In our current hyper-productive, “time-is-money” driven society, the concept of a “9 to 5″ work day doesn’t really exist anymore. The hours spent at work, whether at the office or remotely, often rival the hours spent focused on anything else in our lives. With the ease of technology, work has crept into the corners of our existence and practically obliterated the balance between the public and private dichotomies that were once clearly segregated. Since our work lives and our “other” lives tend to defy separation these days, individuals whose faith is closely entwined with their day-to-day living may find it difficult to navigate through the PC mires of the work world.
As Muslims, the belief that Islam is a way of life and not just a religion, throws an even greater wrench into the overwhelming complexity of maintaining personal belief levels and negotiating work situations. From structured prayers and rules of modesty, to a month of fasting and restricted gender relations, God-consciousness exists in all that a practicing Muslim does. So, when work seems to spill over into life and people are discouraged from bringing religion into the workplace, how does a Muslim reconcile the demands of the workplace without compromising his or her faith?
Many articles in the news today show the difficulties sometimes faced by Muslims in the workplace. Abercombie & Fitch is infamous for their violations of the Equal Employment Opportunity Commission (EEOC) terms of discrimination. Many Muslims and other minorities have been wrongfully terminated or not hired because their appearance did not fit the A&F “look” policy. Just this past summer, a situation with a Muslim woman not being hired by the company because of her hijab, echoed a class action suit that was settled in 2009 that challenged the company’s right to dismiss a Muslim woman based on her head covering.
Yet, dress-discrimination is not only evident in high fashion workplaces. Even the “happiest place on Earth,” Disney World, ran into some discriminatory entanglements when terminating the employment of a woman in the theme park who began wearing hijab. While both work examples are disturbing due to their blatant acts of discrimination, they barely scratch the surface of the issue as compared to the countless other under reported organizational narratives that show the impact of work discrimination targeting those who are “openly” Muslims.
Rather than being viewed as an accessory, the hijab is inherently viewed by the Muslim woman as an extension of her faith. Thus, asking a Muslim woman to remove her head covering for many would be akin to asking her to remove her shirt or her dress. The protection it affords, the faith it represents, and the security of belief that it projects are more than just mere adornments to the woman who covers.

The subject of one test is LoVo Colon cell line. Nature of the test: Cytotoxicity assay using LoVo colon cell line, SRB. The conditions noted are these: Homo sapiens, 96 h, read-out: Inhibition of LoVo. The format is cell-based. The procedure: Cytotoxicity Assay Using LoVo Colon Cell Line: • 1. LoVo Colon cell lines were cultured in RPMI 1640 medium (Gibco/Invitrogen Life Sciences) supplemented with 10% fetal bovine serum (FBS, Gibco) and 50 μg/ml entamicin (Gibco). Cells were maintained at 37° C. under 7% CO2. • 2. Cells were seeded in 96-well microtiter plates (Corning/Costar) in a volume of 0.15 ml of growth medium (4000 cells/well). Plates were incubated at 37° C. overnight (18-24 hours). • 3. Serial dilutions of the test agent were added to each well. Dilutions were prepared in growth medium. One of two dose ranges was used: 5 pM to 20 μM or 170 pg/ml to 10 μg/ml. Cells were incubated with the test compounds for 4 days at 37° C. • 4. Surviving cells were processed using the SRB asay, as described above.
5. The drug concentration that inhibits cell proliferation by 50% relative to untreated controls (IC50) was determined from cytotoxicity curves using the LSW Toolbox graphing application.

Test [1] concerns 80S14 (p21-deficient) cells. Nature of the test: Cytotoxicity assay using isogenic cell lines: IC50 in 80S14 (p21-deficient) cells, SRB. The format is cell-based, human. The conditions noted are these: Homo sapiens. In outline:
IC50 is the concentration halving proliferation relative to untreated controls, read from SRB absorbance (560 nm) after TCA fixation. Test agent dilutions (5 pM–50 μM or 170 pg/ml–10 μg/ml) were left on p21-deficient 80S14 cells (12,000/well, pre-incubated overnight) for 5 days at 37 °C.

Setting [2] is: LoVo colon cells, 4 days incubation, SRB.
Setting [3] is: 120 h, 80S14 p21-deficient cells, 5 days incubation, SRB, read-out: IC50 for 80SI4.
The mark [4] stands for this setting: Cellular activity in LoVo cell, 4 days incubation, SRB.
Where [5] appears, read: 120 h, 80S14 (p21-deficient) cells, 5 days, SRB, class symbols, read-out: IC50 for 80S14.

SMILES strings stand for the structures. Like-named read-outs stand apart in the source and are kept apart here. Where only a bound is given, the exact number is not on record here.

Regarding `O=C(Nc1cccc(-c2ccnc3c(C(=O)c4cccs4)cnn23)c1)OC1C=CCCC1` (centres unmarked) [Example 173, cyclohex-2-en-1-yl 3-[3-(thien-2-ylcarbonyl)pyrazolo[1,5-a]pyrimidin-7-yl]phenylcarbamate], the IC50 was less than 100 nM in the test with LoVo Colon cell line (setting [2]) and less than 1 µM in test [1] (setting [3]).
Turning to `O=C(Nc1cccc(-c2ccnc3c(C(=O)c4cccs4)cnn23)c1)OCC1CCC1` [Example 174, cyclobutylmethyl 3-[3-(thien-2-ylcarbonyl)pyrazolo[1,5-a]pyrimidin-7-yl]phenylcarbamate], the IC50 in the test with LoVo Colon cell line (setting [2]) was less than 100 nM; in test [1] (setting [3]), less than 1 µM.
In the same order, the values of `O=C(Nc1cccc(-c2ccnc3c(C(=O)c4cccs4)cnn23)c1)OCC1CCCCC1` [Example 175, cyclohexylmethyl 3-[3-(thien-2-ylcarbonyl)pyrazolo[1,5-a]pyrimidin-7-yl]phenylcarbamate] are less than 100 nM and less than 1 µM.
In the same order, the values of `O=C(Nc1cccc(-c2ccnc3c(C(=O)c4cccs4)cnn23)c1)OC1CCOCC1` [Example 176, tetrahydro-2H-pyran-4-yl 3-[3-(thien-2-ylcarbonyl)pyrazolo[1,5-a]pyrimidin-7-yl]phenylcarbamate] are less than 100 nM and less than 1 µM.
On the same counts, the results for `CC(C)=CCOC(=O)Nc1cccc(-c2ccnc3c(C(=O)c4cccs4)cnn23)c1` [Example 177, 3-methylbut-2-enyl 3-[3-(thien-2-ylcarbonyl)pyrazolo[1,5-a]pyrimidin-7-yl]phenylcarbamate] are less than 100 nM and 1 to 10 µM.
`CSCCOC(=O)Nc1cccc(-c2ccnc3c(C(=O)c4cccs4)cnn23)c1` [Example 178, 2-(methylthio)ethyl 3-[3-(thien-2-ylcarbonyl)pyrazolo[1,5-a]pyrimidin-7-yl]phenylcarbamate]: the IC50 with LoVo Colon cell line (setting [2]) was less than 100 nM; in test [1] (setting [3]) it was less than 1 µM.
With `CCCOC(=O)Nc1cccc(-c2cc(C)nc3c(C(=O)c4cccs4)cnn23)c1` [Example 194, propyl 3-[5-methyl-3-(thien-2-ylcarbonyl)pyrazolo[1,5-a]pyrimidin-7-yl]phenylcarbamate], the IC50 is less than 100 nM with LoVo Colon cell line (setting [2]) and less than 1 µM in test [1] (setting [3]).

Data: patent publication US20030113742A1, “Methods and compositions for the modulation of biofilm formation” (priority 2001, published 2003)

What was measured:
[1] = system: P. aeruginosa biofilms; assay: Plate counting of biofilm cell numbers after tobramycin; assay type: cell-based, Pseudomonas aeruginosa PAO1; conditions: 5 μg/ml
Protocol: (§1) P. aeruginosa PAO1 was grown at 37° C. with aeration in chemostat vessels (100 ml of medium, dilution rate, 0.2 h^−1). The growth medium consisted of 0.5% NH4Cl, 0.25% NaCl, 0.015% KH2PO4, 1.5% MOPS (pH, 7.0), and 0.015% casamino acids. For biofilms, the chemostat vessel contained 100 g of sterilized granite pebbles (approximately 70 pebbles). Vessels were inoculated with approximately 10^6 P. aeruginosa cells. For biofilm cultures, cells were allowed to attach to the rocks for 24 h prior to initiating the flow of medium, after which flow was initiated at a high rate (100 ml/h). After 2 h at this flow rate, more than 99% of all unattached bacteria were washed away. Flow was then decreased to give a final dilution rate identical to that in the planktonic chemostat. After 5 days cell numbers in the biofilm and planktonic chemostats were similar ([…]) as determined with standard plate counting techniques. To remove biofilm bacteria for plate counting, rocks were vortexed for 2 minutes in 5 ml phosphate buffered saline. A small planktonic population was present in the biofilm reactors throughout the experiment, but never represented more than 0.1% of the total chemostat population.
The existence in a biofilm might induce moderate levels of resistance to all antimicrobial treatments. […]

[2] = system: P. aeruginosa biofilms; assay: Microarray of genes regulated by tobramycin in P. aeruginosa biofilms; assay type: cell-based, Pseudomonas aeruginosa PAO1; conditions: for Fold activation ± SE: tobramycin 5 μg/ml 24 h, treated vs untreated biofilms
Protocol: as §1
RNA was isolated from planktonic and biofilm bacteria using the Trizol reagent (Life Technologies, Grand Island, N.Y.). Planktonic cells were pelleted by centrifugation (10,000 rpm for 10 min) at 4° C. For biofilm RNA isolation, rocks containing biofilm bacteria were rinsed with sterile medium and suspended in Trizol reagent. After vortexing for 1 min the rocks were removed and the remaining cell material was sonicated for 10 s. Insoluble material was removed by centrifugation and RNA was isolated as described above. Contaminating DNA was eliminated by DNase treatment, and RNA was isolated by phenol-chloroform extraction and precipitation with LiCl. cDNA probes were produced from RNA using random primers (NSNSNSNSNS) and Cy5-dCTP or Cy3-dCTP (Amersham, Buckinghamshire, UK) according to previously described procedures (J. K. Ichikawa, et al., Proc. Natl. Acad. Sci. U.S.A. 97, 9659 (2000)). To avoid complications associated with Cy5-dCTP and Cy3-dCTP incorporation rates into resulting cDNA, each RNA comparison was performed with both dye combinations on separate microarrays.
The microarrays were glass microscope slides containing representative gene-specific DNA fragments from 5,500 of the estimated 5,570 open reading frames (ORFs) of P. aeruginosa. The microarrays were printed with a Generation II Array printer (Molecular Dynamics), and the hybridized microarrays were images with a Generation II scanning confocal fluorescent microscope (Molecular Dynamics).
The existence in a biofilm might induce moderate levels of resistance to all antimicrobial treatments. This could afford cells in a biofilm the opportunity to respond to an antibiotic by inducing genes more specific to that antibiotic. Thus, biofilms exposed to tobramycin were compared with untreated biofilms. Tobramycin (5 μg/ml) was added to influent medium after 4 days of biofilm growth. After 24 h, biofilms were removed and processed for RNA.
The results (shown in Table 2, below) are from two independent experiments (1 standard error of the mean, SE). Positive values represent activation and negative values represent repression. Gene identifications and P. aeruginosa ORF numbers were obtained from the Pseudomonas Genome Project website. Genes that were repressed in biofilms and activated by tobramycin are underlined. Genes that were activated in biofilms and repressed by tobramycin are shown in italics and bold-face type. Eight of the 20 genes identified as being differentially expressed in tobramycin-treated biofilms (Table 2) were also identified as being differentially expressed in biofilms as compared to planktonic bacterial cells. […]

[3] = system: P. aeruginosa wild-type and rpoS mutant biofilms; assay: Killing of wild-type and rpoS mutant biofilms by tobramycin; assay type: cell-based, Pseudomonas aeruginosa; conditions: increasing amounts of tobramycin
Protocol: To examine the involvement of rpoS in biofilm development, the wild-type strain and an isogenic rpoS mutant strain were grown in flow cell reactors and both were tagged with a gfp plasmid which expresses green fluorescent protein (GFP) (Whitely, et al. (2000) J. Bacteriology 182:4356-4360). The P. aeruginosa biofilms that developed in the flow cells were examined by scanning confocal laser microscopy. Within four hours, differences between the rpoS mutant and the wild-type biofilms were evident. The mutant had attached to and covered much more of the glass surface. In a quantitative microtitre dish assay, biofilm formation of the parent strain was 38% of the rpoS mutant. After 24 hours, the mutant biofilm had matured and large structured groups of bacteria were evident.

Whether the issue is a knee-long beard, a kufi, hijab, niqab, a burqa, or other appearance-related item at work, one must beg the question, should Muslims put themselves in a work position where they know their faith may be questioned or compromised? Aren’t there enough halal opportunities to pursue that would not require a certain “look?” The answer to these questions is shrouded in different viewpoints.
On the one hand, many critics of Islam may argue that a company should not accommodate for one religion over others and that allowing one person to go against a company’s dress code would open the door for many other infractions. Still others might argue that as a part of the acculturation process, Muslims must enter precisely these types of “closed door” workplaces and help spread awareness and education in order to eventually overcome the negative stigmas.
While appearance may be the most obvious form of workplace differentiation for Muslims, It is not only women who are confronted with situations of dress or appearance conflict at work. More recently, Whole Foods fired a man for going to Hajj. Another group of Somalis were recently fired from their employment for taking prayer breaks and not recording them. Was this personality to personality conflict or are these both examples of a deeper seated aversion to Islam in the workplace?
reality is that a lack of education and understanding is what often leads to and exacerbates such conflicts. Imagine for instance that you are living in a country where time is not seen as a fixed entity but rather as a fluid construct. This idea is best conceptualized in Geert Hofsteede’s temporal theory of polychronic verses monochronic cultures. Most Muslim cultures tend to be polychronic, which means when someone tells you to meet them at 8pm, but maghrib prayer is at 8pm, it would be expected that the prayer would be conducted first and you may meet the person at 8:30 or even 9:00pm without issue or explanation. This is because the action of the prayer takes priority over the rigidity of the time. In a monochronic culture, as most Western cultures are, time is of the utmost importance and it is seen as disrespectful to be late regardless of the action.
Likewise theories of individualism versus collectivism in how attached a person is to individual pursuits and how someone else may view teamwork, family, and friends can lead into the gray areas of nepotism based on what is expected. High and low context cultures, views on power distance, orientation towards kinesics, haptics (the study of touch) and proxemics (the study of how people use and perceive the physical space around them), high and low uncertainty avoidance and numerous other differences in organizational theory association often leads to workplace misunderstandings.
In the end, whether a Muslim faces workplace conflict due to dress, prayer, time orientation, linguistic variances, nonverbal expectations, or gender interaction, it is still a topic worth addressing if only for the sheer amount of time invested in work throughout one’s life. Understanding and education must be nurtured on both ends of spectrum.